b. The Journal of the American Medical Association published research that the “use of marijuana for chronic pain, neuropathic pain, and spasticity due to multiple sclerosis is supported by high-quality evidence.” (Medical Marijuana for Treatment of Chronic Pain and Other Medical and Psychiatric Problems, Journal of the American Medical Association, 2015)

c. The Canadian Medical Association published research that shows that “smoked cannabis was superior to placebo in symptom and pain reduction in participants with treatment-resistant spasticity.” (Smoked Cannabis for Spasticity in Multiple Sclerosis: A Randomized, Placebo-controlled Trial, Canadian Medical Association Journal, 2012)

d. The Lancet published medical research shows that adding cannabidiol to a medication regiment is “efficacious for the treatment of patients with drop seizures associated with Lennox-Gestaut syndrome and is generally well tolerated.” (Cannabidiol in Patients With Seizures Associated With Lennox-Gastaut Syndrome (GWPCARE4): a Randomized, Double-blind, Placebo-controlled Phase 3 Trial, The Lancet, Volume 391, Issue 10125, March 2018)

e. The European Journal of Medicine published research that “cannabis as a palliative treatment for cancer patients seems to be well tolerated, effective and safe option to help patients cope with the malignancy related symptoms.” (Prospective Analysis Of Safety And Efficacy Of Medical Cannabis In Large Unselected Population Of Patients With Cancer, European Journal of Internal Medicine, March 2018)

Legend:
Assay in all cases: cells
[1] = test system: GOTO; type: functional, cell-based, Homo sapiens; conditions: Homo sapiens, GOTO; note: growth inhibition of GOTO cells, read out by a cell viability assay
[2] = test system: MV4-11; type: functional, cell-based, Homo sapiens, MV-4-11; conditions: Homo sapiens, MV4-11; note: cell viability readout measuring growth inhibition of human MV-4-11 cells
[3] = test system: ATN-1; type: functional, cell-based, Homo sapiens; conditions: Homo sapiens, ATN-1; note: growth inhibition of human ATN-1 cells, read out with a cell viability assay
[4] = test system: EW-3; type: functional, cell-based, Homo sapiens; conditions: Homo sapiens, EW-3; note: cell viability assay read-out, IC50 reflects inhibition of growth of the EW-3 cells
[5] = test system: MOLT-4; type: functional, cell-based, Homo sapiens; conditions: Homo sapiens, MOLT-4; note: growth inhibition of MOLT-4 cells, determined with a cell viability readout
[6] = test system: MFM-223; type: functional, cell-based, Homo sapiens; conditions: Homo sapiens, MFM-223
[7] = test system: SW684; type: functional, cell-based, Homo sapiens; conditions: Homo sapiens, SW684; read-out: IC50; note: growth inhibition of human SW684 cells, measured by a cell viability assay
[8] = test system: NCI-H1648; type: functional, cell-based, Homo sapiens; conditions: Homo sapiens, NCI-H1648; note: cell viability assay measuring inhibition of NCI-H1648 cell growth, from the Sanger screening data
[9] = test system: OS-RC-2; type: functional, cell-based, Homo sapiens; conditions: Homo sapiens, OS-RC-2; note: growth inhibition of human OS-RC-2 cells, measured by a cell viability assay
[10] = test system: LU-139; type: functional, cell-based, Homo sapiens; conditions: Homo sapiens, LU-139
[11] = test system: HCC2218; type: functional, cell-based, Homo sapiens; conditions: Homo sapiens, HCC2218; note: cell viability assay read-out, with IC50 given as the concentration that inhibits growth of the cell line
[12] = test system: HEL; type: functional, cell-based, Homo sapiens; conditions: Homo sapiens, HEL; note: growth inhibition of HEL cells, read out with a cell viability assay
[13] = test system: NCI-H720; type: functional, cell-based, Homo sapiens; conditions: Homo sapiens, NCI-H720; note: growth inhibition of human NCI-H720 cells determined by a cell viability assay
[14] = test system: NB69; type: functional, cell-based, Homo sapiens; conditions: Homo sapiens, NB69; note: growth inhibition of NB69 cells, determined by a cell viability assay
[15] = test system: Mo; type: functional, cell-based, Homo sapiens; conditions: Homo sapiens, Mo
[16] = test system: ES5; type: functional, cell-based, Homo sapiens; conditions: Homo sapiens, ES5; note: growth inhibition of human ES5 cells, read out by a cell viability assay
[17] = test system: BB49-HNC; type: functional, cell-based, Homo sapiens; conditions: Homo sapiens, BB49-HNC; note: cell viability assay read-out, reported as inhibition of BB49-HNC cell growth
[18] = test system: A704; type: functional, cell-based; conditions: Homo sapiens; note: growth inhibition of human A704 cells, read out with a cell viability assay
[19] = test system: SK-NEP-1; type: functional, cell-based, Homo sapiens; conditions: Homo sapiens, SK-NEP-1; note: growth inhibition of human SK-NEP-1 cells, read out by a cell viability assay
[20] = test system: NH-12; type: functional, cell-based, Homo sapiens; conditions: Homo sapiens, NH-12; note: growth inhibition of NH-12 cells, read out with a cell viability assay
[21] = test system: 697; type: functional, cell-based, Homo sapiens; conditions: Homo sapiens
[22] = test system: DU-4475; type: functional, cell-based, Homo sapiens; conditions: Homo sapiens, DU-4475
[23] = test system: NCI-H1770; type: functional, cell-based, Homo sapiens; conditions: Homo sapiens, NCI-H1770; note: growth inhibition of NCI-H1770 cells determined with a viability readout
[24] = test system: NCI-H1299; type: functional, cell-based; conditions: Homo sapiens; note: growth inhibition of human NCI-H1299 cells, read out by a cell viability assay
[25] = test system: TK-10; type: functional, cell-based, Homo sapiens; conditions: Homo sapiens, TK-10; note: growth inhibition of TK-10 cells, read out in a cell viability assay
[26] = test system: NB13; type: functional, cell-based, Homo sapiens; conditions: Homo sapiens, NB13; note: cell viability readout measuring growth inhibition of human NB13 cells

f. The International Journal of Neuroscience reported that “THC:CBD spray was effective and well tolerated as add-on therapy or as monotherapy in a relevant proportion of patients with resistant MS spasticity.” (Clinical Experience With THC:CBD Oromucosal Spray In Patients With Multiple Sclerosis-Related Spasticity, International Journal of Neuroscience, September 2013)

g. The medical journal Clinical Gastroenterology and Hepatology published research that shows that “a short course (8 weeks) of THC-rich cannabis produced significant clinical, steroid-free benefits to 10 of 11 patients with active Crohn's disease, compared with placebo, without side effects.” (Cannabis Induces A Clinical Response In Patients With Crohn's Disease: A Prospective Placebo-Controlled Study, Clinical Gastroenterology and Hepatology, October 2013)

h. The medical journal Clinical Rehabilitation published that “pain relief associated with both THC and CBD was significantly superior to placebo. Impaired bladder control, muscle spasms and spasticity were improved by cannabis medicinal extracts in some patients with these symptoms. Cannabis medicinal extracts can improve neurogenic symptoms unresponsive to standard treatments. Unwanted effects are predictable and generally well tolerated.” (A Preliminary Controlled Study To Determine Whether Whole-Plant Cannabis Extracts Can Improve Intractable Neurogenic Symptoms, Clinical Rehabilitation, February 2003)